ERIK JONES: Well, it was great in a lot of ways. First of all, we did have some trouble at the beginning of the year, really none of our own doing, but I was happy that we could finally really put it all together here and pick up a win there at Iowa. That was a pretty cool deal and definitely gave me a lot of momentum going into next weekend and into the Nationwide race.

It was definitely a great win in a lot of ways for everybody over here at KBM and for myself just to get some momentum going. Hopefully we can carry it into this next weekend and keep going on the Nationwide side of things.

And also, is the plan still for you to run the Nationwide races at Bristol and Phoenix later this year?

ERIK JONES: Yep, that's the plan, just those three races we'll be doing. Phoenix will be double duty with the truck and the Nationwide car.

Question: Erik and Jesse, the usual suspects, those individuals that have influenced your racing career with Chad Little for Jesse and maybe Kyle and Joe Gibbs for Erik, but what other individuals have been a part of your development and influence to get you where you are today?

ERIK JONES: I would say for me, you know, obviously my mom and dad have been able to guide me the right direction in my racing career, and I'm a first-generation racer, I'm not from a racing family of any sort, so it's been really a deal of finding people in the racing industry to kind of influence me and show me which way to go. But definitely Kyle has been a big influence on me and pointing me in the right direction and helping me out. I think he's been the biggest person in my career, especially since I've been up at the late model level and above that has been able to really show me the right way to go and what is definitely his opinion on what he thinks I should do next.

JESSE LITTLE: Yeah, I'm in a different boat than Erik. I grew up in the racing world, and that's really all I know. I don't know really too many people outside of it. But other than, like you said, my dad and my mom, it's just people that have been close to my dad and have helped him through his career that he's stayed close with and now I'm beginning to build relationships with. That goes for my dad's old crew chief when he was in the Nationwide Series, Harold Holly, who is Joey's crew chief now, Joey Coulter in the Truck Series, to just everybody that helped him, like I said, in his career. Other than that, it's just really been my dad who really just helps me outside of the car and mainly inside.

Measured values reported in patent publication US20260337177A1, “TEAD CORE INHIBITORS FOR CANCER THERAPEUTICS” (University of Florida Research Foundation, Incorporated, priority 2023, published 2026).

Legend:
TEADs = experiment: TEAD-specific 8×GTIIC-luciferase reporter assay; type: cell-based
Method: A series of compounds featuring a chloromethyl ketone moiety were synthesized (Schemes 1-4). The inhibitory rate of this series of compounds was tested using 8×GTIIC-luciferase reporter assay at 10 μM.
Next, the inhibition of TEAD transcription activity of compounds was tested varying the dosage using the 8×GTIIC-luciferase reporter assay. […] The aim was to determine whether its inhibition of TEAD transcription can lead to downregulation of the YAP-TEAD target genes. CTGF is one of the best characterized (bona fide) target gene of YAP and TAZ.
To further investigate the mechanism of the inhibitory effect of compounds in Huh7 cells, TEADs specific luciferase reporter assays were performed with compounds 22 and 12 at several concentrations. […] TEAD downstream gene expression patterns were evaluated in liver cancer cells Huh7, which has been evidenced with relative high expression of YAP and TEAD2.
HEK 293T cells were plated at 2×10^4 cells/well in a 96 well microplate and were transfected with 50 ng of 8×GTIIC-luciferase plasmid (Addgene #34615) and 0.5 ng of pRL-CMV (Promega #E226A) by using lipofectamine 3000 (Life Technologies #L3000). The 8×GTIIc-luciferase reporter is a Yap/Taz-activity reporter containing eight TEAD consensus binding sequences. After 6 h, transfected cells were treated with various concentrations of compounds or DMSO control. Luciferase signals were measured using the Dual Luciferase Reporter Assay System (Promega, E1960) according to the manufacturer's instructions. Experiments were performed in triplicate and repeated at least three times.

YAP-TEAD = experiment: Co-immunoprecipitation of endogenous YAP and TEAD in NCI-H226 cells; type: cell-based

Question: Jesse, as far as Virginia International Raceway for the K&N East, what are your thoughts going back to the road course?

JESSE LITTLE: I love it. I got to do both road courses last year in the K&N Series, and I enjoyed it a lot. It's a lot of fun. It's something different. It was my first time on a road course, and I had a blast. I'm looking forward to going back this year, and hopefully we can build a little bit on our finishing. I've got an idea of it now, so I think going in I'm a lot more confident in myself, and it should be a lot of fun.

Question: For both Erik and Jesse, there seems to be a lot of young guys moving up different ranks in NASCAR, and obviously there's a lot of talent out there, and maybe be some big changes the next couple years. What's the biggest challenge that you both think you feel that you've got as you try to take the steps up, and how do you learn from the veterans? Do you watch them on the track? Do you just take everything in stride? Do you listen, that kind of thing?

ERIK JONES: I would say my biggest challenge for a long time was my age. Honestly I was stuck being below 18 and I didn't have an opportunity to run a lot of racetracks that were on the schedule. But obviously that's now out of the way.

Now it's just a matter of getting my name out there, getting a sponsor. It's so hard when you're a young guy that's not well known to find somebody that wants to support you because at the same time there's a lot of sponsors don't want to go and help out a guy that's not well known in the racing world when you can go help out somebody that's known to everybody.

That's the toughest part for me, and on the side of learning from veterans, I would say that I just try to talk to them as much as I can and go and -- any chance I get to speak to one of them, I take it and just take it all in and watch what they're doing.

JESSE LITTLE: Yeah, I second Erik with that completely. I think the biggest thing at both of our ages is just showing owners and sponsors that you have the potential and that you have the potential to succeed, and you're going to be a good asset for them, and I think that's probably the hardest part, just because there's so many good young drivers that have talent and are marketable. I think it's trying to single yourself out and just make sure that you set yourself apart from them in as many good ways as possible.

Tuesday, July 15, 2014

Three Generations Gilliland
One Race

Three generations of one of southern California's favorite and best-known racing families will be on the track at Irwindale Speedway on Saturday night and they'll all be competing in the same race!

Butch, David, and Todd Gilliland - Grandfather, Father, Son Race
Butch, David, and Todd Gilliland - Grandfather, Father, Son Race

At the track known for family entertainment, July 19 at Irwindale will be family night for sure! Grandfather, son, and grandson: Butch, David, and Todd Gilliland will all suit up and report to their Pick Your Part Super Late Model rides when the call comes on Saturday night to fire off the first SLM 75-lapper of the year at Irwindale Speedway.

Grandpa: Butch Gilliland has not raced in a few years, but the winner of countless 'West series races, the series champ in 1997, and (still) the Irwindale track record holder for the fastest lap ever in that division, is excited about coming back to Irwindale, and particularly to be coming back to compete in a race with his son and grandson!

Son: David Gilliland has been keeping very busy on the NASCAR Sprint Cup circuit behind the wheel of the number 38 Front Row Motorsports Ford. David's first work in racing was as a young, 19 year-old crew chief for his father Butch when he was racking up all his race wins and that championship in the 'West races. His win in the Nationwide race at Kentucky in 2006 was a memorable one for all three of the Gillilands.